Paul Casey, Lead Community Organizer
Institute for the Common Good
During the mid-1990’s Coloradans witnessed the impacts of a sudden escalation in housing prices on our sense of community, quality of life and the choices we had in searching for a home.
Without going into detail on the causes of this heated market (an influx of people moving into Colorado with better financial means, a statewide economy that was rebounding from the energy bust of the mid-eighties, etc.) suffice it to say that local communities began to see changes striking close to home. In fact, this was a cycle that had already occurred in the 1970s and has been well underway during the past several years. In my work as a community organizer I encounter situations where family structures begin to come apart as children coming of age have to travel greater distances from the cities and towns where they grew up to find homes they could afford. In previous periods I witnessed my own social network diminish greatly as friends and acquaintances left in response to this dynamic. By the latter part of the 1990s we realized as a family that we could no longer afford to stay in the town where we had built a wonderful web of relationships. We packed up and left after finding our new place in the wider ‘ring of affordability’. Today this same painful cycle is taking a similar toll on individuals, families, local neighborhoods, and broad sections of the City of Denver. The current usage in describing this process is gentrification.
Once unleashed, gentrification’s gradually accelerating feedback loop of increasing housing prices creates individual and family displacement, concomitant tearing of the social fabric, disruption of local culture, and homelessness.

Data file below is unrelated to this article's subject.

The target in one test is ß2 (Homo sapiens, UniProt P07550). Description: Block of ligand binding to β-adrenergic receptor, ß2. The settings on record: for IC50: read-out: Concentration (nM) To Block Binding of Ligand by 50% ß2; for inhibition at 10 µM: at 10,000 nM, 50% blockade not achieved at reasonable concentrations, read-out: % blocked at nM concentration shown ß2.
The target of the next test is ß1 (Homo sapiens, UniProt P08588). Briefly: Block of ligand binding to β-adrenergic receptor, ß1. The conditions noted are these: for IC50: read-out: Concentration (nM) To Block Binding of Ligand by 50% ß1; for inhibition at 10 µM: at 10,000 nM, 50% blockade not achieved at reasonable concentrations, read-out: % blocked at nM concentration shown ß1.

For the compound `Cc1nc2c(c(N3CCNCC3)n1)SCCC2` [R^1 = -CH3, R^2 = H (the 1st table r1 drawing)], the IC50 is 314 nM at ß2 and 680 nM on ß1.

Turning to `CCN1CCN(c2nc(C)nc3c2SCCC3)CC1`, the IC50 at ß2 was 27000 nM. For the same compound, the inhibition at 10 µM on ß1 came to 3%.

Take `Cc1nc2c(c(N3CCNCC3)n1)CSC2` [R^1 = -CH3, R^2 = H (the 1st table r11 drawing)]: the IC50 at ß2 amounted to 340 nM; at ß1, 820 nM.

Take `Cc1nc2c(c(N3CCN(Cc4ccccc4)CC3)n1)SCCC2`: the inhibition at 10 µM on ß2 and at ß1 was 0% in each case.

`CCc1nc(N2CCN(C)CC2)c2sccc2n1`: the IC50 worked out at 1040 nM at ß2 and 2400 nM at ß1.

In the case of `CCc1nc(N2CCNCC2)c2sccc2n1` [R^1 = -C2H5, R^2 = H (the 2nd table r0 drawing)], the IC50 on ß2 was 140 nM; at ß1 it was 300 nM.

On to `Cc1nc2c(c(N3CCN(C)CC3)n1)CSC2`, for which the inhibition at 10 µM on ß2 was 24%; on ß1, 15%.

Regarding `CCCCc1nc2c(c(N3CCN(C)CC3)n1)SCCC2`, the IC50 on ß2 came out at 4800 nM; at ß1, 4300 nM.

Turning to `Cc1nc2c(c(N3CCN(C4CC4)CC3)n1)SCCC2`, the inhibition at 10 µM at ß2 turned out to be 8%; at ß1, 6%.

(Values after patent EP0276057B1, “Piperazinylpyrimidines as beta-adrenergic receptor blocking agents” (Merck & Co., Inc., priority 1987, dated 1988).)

One response often heard is “what can we do about it?” It is as though we should set aside any thought of alternatives in accepting the implacable forces set loose by the ‘invisible hand of the market’. In fact, that hand and its effects are becoming more painfully apparent.
Within a context of increasingly neoliberalist policies, regulation of aggregate demand diminishes and economic volatility increases. It is the moderating hand of government that gradually disappears.
In community organization when we identify issues that are causing pain and suffering the question that is posed is not the passive resignation of ‘what can we do about it?’, but more determined call to act in “what are we going to do about it”. In fact, at the local level there are a number of options that are available to mitigate the negative impacts of gentrification through the development of affordable housing. Here are a few examples:
In response to an earlier challenge to affordability beginning in 1999 our community organizing efforts in Denver pushed for local adoption of a simple strategy for ensuring the addition of affordable units through implementation of inclusionary zoning. This is a mechanism that requires that a defined percentage of homes or units in any development of a certain size (in this case 10 units) be affordable for incomes at a specified percent of AMI (HUD sets the Area Media Income for each metro area). After a protracted and very contentious effort to win approval by City Council for this approach, they settled on a figure of 10% of new homes to be affordable at 60% of AMI. Although this formulation was never strong enough to fend off the current crisis levels in lack of affordability, it was at least a systematic means of addressing a problem. This form of zoning is not merely about affordable housing but including a place for those of more modest means to be integrated directly into the life of the community.